Standing Committee Stand Down
Bisnow.com, December 1, 2008
Our very own Barbara Byrd Keenan talks to BISNOW about IFT’s new task force strategy.
Keen Cuisine: How to Survive A Snack Attack
Psychology Today, November/December 2008
Roger Clemens talks about “smart” snacks that are nutritious and low calorie.
Marinate Your Meat to Cut Cancer Risk
Woman's Health Magazine, November 20, 2008
A study reported in the Journal of Food Science, HCA levels in steaks dropped by up to 88 percent when the meat was soaked in an herbal bath for an hour before grilling.
Institute of Food Technologists Launches Food Facts
FoodProcessing.com, November 5, 2008
The Institute of Food Technologists recently unveiled Food Facts, a web page aimed at helping consumers prevent foodborne illnesses.
Mushroom Health Benefits are Numerous
StopAgingNow.com, October 29, 2008
Next time you are in the produce aisle, pick up an immune booster—the mushroom.
Caffeine's Surprising Health Benefits
LiveRightLiveWell.com, October 27, 2008
You love it. You crave it. You can’t start your day without it -- your morning cup of coffee or tea, that is.
Innovative Food Packaging Solutions: Recent Innovations in Food Packaging Materials
innovations-report.de, October 23, 2008
Released this month from the Institute of Food Technologists® (IFT) is a Scientific Status Summary (SSS), a peer-reviewed report published in the Journal of Food Science which reviews the current state of innovations in food packaging
Mushrooms: The Underestimated Super Food
NaturalNews.com, Oct 20, 2008
Mushrooms have been used for thousands of years by traditional eastern healers but only recently by western healers in advanced medicine. Mushrooms are often classified as a vegetable or an herb, but they are actually fungi.
Do Food Dyes Affect Kids' Behavior?
Los Angeles Times, October 13, 2008
Studies suggest a link between artificial food coloring and hyperactive behavior in children. Some experts are skeptical. Read what IFT members Roger Clemens and Mark Meskin have to say about this controversial topic.
Fatty Acid in Olive Oil Wards Off Hunger
US News & World Report, October 7, 2008
Read what IFT member Roger Clemens says about this study on a fatty acid found in olive oil and other heart-healthy monounsaturated fats that wards off hunger pangs
Smells OK, but What About Bacteria?
philly.com, October 3, 2008
When it comes to milk you may use the sniff test to tell you whether it's turned sour. Or, maybe you're warned off ground beef that's been in the fridge for a few days by its unpalatable color.
Omega-3 Power Boosts Health
LiveRightLiveWell.com, October 1, 2008
There’s something fishy going on. Omega-3 fatty acids, once found primarily in fatty fish, are being added to all sorts of foods. Here more on this fatty acid from IFT’s Barry Swanson.
Institute of Food Technologists welcomes 2008-2009 President and President-Elect
FoodPrecessing.com, September 18, 2008
Sheri Schellhaass, vice president of research and development for General Mills, officially became the 69th president of the Institute of Food Technologists .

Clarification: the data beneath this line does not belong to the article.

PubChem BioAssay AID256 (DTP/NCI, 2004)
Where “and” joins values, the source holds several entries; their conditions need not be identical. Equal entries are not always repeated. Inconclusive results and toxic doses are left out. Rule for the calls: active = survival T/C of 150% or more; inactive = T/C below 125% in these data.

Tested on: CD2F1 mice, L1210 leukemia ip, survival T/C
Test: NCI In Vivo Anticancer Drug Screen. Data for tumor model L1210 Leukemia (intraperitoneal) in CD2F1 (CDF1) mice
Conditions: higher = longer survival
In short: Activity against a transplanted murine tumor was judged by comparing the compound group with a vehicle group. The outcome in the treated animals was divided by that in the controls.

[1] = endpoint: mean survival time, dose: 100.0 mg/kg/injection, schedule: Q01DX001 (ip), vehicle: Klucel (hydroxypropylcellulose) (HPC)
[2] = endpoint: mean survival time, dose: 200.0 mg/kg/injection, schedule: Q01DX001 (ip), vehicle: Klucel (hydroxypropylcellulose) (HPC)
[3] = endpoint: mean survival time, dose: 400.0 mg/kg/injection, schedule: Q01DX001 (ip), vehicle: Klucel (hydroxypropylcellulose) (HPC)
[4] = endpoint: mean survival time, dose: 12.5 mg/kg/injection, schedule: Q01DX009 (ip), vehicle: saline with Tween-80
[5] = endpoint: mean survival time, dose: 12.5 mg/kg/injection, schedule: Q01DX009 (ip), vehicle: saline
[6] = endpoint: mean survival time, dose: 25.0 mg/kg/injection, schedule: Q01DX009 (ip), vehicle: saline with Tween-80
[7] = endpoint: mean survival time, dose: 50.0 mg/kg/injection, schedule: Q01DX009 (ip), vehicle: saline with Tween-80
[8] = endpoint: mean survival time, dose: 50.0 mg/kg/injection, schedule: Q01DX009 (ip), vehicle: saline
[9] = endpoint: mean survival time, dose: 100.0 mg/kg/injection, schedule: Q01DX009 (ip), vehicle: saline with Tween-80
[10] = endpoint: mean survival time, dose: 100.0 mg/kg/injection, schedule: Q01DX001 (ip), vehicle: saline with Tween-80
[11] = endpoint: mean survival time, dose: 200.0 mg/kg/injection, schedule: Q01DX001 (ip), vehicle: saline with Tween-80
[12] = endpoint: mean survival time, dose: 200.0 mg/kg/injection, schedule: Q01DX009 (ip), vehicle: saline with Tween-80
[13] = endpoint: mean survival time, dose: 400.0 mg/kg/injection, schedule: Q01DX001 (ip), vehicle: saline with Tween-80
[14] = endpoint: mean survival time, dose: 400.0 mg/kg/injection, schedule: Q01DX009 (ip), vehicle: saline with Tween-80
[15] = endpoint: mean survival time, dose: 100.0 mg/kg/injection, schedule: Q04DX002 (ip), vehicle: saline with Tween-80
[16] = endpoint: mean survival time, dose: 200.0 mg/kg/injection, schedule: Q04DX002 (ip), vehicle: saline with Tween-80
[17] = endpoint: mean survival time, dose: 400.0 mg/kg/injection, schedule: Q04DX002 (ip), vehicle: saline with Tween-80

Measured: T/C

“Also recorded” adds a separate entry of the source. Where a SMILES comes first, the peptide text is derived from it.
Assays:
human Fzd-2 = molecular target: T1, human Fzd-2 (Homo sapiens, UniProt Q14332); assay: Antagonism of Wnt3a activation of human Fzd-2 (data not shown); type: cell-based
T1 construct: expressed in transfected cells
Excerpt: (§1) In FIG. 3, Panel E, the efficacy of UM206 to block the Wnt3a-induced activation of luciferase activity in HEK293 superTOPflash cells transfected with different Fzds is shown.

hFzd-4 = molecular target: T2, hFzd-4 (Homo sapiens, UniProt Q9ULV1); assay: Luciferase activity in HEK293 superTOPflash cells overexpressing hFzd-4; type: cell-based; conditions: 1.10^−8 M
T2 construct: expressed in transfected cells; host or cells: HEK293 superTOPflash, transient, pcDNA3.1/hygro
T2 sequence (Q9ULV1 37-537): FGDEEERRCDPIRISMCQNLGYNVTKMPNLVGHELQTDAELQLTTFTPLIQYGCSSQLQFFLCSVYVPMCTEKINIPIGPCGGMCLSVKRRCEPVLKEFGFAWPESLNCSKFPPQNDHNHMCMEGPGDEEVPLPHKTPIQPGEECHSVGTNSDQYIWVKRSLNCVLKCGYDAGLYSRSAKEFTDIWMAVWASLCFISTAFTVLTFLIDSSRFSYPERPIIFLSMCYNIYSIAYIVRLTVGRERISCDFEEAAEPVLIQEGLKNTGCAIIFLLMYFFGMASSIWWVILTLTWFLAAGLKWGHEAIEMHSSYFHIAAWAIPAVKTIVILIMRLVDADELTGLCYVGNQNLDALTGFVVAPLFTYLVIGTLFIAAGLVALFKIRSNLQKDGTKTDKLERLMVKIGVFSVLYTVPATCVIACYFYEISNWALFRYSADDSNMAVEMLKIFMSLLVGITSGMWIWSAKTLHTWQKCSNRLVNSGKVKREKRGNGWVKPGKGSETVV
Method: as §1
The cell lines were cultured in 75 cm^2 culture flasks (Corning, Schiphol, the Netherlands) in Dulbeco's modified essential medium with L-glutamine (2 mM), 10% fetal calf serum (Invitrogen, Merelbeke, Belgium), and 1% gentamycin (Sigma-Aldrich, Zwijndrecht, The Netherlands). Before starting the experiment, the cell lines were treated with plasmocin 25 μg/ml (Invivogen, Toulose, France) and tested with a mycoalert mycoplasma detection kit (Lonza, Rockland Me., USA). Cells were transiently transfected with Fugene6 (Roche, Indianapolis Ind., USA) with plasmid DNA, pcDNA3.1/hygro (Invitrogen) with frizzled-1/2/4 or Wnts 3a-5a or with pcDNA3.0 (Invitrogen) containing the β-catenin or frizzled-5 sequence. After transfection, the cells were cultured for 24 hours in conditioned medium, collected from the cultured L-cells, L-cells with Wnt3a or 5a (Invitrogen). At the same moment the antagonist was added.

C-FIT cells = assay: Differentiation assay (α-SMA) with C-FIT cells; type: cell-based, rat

10 Kitchen Hazards
Chow.com, September 17, 2008
While we’re not alarmists, we still think it’s good to be aware of safety in the kitchen beyond “Don’t cut yourself.” After consulting experts and safety recommendations, we’ve put together this list of unexpected kitchen hazards (and some suggestions about how to prevent them).
Prefab Mixes: Buyer, Beware
The Wall Street Journal, September 12, 2008
The core problem with cocktail mixes is that they almost all involve lemon or lime juice, which are notoriously difficult to bottle. Sara Risch, a food chemist and member of the Institute of Food Technologists explained.
Feeding Children’s Behavior
Food Product Design, September 2, 2008
A frenzy is taking place over foods and ingredients that feed into children’s behavioral problems, but it’s nothing new. Since the 1920s, both parents and experts have postulated that food can ramp-up children’s behavior. Today, more research has been added to the pool of evidence that foods and ingredients can, indeed, make a difference.
Healthy Indulgence: A Best of Both Worlds Approach to Eating
Today's Dietitian, September 2008
Consumers are spoiled: They want to eat gourmet, decadent foods without the guilt. Enter the age of enlightened indulgent foods.
Chocolate Lovers Pained by Candy Changes
ABC News, September 2, 2008
More 'Chocolate' Candy Bars Now Include Vegetable Oils Instead of Pricey Cocoa Butter.
Marinades Help Keep Grilled Meat Safe
HealthDay.com, August 22, 2008
Study found they reduce the amount of cancer-causing compounds. You can have your steak and eat it, too, without producing harmful cancer-causing compounds, new research shows.
Getting Satiated at IFT
FoodProcessing.com, August 20, 2008
Satiety seemed to be a big buzz word at this year’s Institute of Food Technologists Annual Meeting & Food Expo.
Peanuts heart-healthy in new research
Delta Farm Press, August 20, 2008
Agricultural Research Service scientists presented the findings at the Institute of Food Technologists 2008 annual meeting in New Orleans, LA.
Rising food costs cause shrinkage in the grocery cart
The Buffalo News, August 20, 2008
Food companies can’t pass down to consumers all their cost increases, so tinkering with packaging can be an important tool in saving money.
Rising costs force groceries to shrink: Packaging, quantities are smaller
Bnd.com, August 15, 2008
Seemingly mundane packaging modifications can lead to important cost savings for big food companies, as they grapple with soaring commodity and energy costs.
Quick bites: new stuff
Freep.com, August 13, 2008
New research in the Journal of Food Science shows that marinating meats may decrease the cancer-forming compounds produced during grilling.
So sweet: MSU team takes No. 1 in US for cookie
Lansing State Journal, August 13, 2008
Chocolate chip treat is gluten-free.
How to minimize your exposure to cancer-causing chemicals in this grilling season
HealthCastle.com, August 7, 2008
As millions of backyard chefs peer over the grill and ponder whether the meat is done, perhaps they should be wondering if the meat is, in fact, too done. Mounting research suggests a link between eating grilled meats, especially those that are well done, and the risk for some types of cancer, including breast and colorectal.
Marinade your meat to prevent cancer from grilling
KDKA Newsradio 1020, August 7, 2008